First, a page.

The Australian Prudential Regulation Authority (APRA) has revealed an interim change to the capital treatment of new or additional equity investments in banking and insurance subsidiaries, according to a letter from the authority addressed to all authorised deposit-taking institutions (ADIs).
The interim measure dictates there will be no change to the capital treatment of any existing equity investments for these subsidiaries, and these exposures will still be risk weighted at 300% if listed or 400% if unlisted.
Where there will be a change is that any new or additional equity investments in banking and insurance subsidiaries – where the amount of that investment takes the aggregate value of the investment above 10% of an ADI’s Common Equity Tier 1 (CET1) capital – will need to be fully funded by equity capital at the ADI parent company level, according to APRA. Moreover, this measure will apply specifically to the proportion of the new or additional investment that is above 10% of an ADI’s CET1 capital.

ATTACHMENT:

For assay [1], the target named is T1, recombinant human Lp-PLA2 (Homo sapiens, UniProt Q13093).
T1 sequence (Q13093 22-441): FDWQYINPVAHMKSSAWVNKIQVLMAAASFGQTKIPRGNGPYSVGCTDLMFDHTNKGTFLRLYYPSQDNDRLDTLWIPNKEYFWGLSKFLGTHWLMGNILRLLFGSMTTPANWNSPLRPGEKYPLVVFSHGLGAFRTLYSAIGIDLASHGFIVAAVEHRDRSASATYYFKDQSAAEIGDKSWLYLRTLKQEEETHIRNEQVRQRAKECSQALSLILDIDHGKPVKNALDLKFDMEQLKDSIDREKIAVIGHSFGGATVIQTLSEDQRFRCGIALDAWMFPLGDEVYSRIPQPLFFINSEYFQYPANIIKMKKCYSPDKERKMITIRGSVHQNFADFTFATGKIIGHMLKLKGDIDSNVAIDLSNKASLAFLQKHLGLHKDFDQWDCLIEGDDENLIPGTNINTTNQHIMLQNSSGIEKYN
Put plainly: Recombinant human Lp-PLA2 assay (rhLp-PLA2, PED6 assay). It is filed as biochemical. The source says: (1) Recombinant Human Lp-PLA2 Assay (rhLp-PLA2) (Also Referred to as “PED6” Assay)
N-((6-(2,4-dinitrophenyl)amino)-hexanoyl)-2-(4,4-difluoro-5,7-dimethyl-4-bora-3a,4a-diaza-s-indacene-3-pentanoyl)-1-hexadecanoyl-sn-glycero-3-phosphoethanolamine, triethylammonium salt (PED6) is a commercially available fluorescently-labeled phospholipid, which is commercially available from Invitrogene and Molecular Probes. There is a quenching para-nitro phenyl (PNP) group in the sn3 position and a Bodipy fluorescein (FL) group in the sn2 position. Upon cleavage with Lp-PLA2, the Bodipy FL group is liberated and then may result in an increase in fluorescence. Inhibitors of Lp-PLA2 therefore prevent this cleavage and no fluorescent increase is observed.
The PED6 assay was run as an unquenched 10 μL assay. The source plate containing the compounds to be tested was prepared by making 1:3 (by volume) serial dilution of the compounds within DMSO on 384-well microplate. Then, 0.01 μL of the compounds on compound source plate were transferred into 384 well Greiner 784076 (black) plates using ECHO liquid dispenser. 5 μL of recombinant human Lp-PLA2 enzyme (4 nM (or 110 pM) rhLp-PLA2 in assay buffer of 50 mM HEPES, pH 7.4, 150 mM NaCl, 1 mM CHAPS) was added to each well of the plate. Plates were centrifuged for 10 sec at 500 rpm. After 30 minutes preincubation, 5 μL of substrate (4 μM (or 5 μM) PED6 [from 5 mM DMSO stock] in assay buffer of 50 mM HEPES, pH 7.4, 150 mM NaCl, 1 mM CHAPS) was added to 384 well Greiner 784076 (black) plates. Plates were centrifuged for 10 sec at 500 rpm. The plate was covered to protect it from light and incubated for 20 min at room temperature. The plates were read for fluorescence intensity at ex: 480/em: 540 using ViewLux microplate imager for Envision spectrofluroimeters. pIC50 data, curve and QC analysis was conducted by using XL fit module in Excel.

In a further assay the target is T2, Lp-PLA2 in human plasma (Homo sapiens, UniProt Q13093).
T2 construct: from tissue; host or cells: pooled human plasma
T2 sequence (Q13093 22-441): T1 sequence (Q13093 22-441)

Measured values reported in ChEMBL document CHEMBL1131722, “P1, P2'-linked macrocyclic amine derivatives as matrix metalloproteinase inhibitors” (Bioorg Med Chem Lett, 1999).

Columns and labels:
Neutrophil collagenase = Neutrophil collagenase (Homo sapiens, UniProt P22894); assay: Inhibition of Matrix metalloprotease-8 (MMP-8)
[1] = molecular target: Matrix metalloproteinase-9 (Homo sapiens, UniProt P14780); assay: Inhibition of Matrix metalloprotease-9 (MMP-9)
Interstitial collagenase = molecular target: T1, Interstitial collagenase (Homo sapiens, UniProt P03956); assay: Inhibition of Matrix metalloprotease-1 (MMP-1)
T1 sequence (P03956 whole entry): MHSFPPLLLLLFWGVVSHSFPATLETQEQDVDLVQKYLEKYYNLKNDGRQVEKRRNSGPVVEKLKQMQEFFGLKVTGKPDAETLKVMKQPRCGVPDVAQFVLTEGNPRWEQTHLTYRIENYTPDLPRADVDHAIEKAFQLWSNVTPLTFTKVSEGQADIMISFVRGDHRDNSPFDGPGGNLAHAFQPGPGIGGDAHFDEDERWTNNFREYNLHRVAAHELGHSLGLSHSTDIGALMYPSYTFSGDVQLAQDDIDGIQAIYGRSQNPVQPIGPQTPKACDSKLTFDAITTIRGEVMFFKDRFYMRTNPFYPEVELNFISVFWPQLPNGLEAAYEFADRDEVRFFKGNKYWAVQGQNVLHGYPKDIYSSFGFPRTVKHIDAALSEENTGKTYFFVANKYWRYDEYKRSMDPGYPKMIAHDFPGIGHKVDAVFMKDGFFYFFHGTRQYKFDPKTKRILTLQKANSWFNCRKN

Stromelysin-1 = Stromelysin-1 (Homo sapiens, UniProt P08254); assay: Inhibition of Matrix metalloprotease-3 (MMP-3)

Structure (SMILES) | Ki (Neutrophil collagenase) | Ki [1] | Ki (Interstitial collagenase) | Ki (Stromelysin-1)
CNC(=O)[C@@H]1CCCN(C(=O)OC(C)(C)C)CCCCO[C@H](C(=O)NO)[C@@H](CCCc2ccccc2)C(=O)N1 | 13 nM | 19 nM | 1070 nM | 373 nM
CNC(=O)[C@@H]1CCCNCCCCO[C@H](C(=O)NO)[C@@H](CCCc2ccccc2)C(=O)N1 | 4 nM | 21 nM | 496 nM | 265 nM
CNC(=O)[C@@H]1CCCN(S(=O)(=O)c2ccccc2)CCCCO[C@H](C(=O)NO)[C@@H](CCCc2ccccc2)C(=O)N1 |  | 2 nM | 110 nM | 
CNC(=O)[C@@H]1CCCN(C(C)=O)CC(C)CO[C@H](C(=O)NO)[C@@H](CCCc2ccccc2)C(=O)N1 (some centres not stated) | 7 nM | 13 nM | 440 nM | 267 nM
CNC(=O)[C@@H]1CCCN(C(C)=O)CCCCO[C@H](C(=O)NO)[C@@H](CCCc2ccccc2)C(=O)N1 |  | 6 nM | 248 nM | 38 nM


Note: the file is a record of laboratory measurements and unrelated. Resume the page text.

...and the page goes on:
The goal of this change is to ensure that any new or additional equity investments that fall under this definition are backed by enough capital to reduce the risk to Australian depositors.
The interim change stems from APRA’s planned revisions to Prudential Standard APS 111 Capital Adequacy: Measurement of Capital (APS 111) that it outlined back in October 2019. The adjustment to the capital treatment of ADI’s equity investments in these subsidiaries was actually the key proposal underscored by the authority at that time.
APRA’s finalisation and implementation of APS 111 is planned for 2021 and 2022 respectively, but the authority states that any new or additional equity investments made before this time should be undertaken with the proposed policy in mind, and ADIs need to let APRA know about any such investments during the interim period.
Notably, APRA clarified that the interim measure doesn’t impact current investments and also does not prohibit ADIs from making new investments or increasing their existing investments in banking and insurance subsidiaries.